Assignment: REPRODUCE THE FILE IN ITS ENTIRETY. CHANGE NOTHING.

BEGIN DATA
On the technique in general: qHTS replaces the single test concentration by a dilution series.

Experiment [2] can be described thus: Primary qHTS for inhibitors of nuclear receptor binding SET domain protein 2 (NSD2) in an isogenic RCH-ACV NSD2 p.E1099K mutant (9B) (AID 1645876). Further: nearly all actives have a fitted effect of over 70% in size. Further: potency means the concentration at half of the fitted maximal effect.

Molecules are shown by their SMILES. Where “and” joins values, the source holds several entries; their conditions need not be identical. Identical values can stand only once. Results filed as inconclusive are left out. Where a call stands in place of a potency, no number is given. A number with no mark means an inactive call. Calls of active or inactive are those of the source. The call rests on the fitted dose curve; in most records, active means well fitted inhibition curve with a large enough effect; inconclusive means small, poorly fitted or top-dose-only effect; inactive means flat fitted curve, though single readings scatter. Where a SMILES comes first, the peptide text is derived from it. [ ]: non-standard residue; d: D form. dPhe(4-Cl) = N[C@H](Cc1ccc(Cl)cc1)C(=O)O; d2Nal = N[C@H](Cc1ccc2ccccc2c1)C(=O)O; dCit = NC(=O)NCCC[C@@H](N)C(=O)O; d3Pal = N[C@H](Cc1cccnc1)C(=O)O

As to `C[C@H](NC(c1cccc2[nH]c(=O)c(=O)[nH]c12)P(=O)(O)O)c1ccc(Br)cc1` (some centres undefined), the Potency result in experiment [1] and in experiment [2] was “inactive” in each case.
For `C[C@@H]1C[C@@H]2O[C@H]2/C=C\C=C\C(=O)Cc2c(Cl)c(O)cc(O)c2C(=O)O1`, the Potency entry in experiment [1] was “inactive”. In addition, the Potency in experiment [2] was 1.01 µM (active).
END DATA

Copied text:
On the technique in general: qHTS replaces the single test concentration by a dilution series.

Experiment [2] can be described thus: Primary qHTS for inhibitors of nuclear receptor binding SET domain protein 2 (NSD2) in an isogenic RCH-ACV NSD2 p.E1099K mutant (9B) (AID 1645876). Further: nearly all actives have a fitted effect of over 70% in size. Further: potency means the concentration at half of the fitted maximal effect.

Molecules are shown by their SMILES. Where “and” joins values, the source holds several entries; their conditions need not be identical. Identical values can stand only once. Results filed as inconclusive are left out. Where a call stands in place of a potency, no number is given. A number with no mark means an inactive call. Calls of active or inactive are those of the source. The call rests on the fitted dose curve; in most records, active means well fitted inhibition curve with a large enough effect; inconclusive means small, poorly fitted or top-dose-only effect; inactive means flat fitted curve, though single readings scatter. Where a SMILES comes first, the peptide text is derived from it. [ ]: non-standard residue; d: D form. dPhe(4-Cl) = N[C@H](Cc1ccc(Cl)cc1)C(=O)O; d2Nal = N[C@H](Cc1ccc2ccccc2c1)C(=O)O; dCit = NC(=O)NCCC[C@@H](N)C(=O)O; d3Pal = N[C@H](Cc1cccnc1)C(=O)O

As to `C[C@H](NC(c1cccc2[nH]c(=O)c(=O)[nH]c12)P(=O)(O)O)c1ccc(Br)cc1` (some centres undefined), the Potency result in experiment [1] and in experiment [2] was “inactive” in each case.
For `C[C@@H]1C[C@@H]2O[C@H]2/C=C\C=C\C(=O)Cc2c(Cl)c(O)cc(O)c2C(=O)O1`, the Potency entry in experiment [1] was “inactive”. In addition, the Potency in experiment [2] was 1.01 µM (active).